I don’t think we have ever said that the building is close to collapse, but it is an imminent public safety hazard. The former Reed-Klopp building at the corner of Verity Parkway and Central Avenue is unsafe for occupancy and there is imminent danger of falling bricks and other debris.
The danger is not from the building collapsing but rather from the brick, roofing and other façade pieces breaking away and falling onto the public below. We’ve had a structural engineer out to review the condition of the building overall. Their best guess was that it would require over $150,000 to just stabilize the roof and façade to stop the immediate danger.
If you remember, there was a fairly substantial fire in that building a few years back. Our evaluation is that it would take over a million dollars to return the building to occupancy to comply with the various state codes. The current owners only paid $40,000 through an LLC to purchase the property. As you can imagine, we are having some difficulty getting them to commit three times the purchase price just to stabilize the façade.
I can take them to court for violation of the property maintenance code, resulting in a fine of $150.00. An ineffective solution.
We can sue the LLC which is protected in many ways under Ohio law as a Limited Liability Corporation from being saddled with taxpayer costs in this matter. We will review this option and take any action that might reasonably reimburse the city for taxpayer dollars spent.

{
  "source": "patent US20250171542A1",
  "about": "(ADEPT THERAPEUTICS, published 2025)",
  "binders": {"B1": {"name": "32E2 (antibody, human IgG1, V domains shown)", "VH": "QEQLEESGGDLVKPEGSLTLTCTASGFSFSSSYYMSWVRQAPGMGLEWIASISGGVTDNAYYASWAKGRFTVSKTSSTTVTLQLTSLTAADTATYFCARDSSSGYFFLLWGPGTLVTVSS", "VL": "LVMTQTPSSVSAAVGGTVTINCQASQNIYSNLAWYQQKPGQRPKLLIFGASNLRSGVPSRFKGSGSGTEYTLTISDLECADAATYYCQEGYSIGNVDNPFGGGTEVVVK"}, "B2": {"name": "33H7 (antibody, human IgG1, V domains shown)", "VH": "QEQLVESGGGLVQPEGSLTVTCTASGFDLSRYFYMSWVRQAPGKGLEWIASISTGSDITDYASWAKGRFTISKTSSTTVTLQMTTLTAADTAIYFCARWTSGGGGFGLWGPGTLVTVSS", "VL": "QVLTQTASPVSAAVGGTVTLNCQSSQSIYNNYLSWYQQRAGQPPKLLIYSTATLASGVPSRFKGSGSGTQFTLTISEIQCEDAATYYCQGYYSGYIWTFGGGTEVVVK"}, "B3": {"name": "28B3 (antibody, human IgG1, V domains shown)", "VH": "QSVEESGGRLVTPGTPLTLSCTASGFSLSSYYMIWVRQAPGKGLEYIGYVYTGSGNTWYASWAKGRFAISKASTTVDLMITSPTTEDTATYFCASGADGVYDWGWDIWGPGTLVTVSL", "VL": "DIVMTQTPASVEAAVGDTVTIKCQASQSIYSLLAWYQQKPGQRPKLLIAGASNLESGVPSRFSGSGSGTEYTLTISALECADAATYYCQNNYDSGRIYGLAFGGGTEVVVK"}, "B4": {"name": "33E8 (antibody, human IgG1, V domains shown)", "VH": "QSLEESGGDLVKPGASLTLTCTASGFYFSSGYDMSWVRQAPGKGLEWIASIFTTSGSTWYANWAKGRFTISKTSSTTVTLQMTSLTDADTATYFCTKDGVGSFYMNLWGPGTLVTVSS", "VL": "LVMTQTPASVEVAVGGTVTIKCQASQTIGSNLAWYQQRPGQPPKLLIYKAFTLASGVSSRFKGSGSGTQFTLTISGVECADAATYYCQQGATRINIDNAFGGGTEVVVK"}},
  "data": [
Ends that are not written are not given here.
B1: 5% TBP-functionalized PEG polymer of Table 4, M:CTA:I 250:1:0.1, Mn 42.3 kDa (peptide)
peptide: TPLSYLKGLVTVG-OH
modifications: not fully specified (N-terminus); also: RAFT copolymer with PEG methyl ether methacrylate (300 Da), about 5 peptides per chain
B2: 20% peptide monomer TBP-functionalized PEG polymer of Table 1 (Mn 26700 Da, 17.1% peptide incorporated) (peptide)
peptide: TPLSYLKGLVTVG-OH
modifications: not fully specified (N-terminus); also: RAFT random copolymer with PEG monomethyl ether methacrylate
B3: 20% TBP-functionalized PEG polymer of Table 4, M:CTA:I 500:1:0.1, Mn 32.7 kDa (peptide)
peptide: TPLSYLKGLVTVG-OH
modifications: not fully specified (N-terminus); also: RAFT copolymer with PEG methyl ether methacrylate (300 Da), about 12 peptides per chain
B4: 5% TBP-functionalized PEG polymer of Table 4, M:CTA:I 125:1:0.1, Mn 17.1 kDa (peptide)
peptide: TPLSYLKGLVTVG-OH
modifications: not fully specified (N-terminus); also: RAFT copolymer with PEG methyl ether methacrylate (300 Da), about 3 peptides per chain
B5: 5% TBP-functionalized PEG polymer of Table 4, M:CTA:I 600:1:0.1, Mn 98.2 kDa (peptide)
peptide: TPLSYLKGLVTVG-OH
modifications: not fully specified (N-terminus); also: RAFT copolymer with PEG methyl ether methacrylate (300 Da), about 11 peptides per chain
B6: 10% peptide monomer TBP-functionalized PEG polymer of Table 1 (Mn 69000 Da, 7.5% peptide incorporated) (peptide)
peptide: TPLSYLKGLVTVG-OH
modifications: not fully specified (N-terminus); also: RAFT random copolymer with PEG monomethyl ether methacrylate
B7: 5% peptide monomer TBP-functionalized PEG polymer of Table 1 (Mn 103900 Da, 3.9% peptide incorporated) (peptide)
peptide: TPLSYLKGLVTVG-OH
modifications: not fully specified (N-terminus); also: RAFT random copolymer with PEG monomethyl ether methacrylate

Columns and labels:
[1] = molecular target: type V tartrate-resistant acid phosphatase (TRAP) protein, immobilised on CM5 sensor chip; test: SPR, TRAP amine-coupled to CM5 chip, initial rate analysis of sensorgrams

We can assess the property for taxpayer costs and foreclose on our lien. Then, like Rose Furniture, it’s our problem. These types of properties, like the old library on First Avenue, become the City’s problem when everyone else walks away.
We can issue demolition orders, demolish the property using taxpayer dollars, and end up owning another vacant lot downtown for redevelopment at some undetermined future time.
All unattractive options.
There were a number of comments this weekend saying “no taxpayer dollars should be spent on this.” What is the alternative? Let the façade fall and kill someone? Then the City could be negligent for not abating a known danger and I can pay out taxpayer funds in a multimillion dollar settlement instead of abating the nuisance.
We are often the last and only resource standing. I hate it. You hate it. We shouldn’t have to pay for it. If not us, however, then who? We are the last line of defense in these situations. If the owner can’t or won’t stop the danger, it falls to us to protect the public.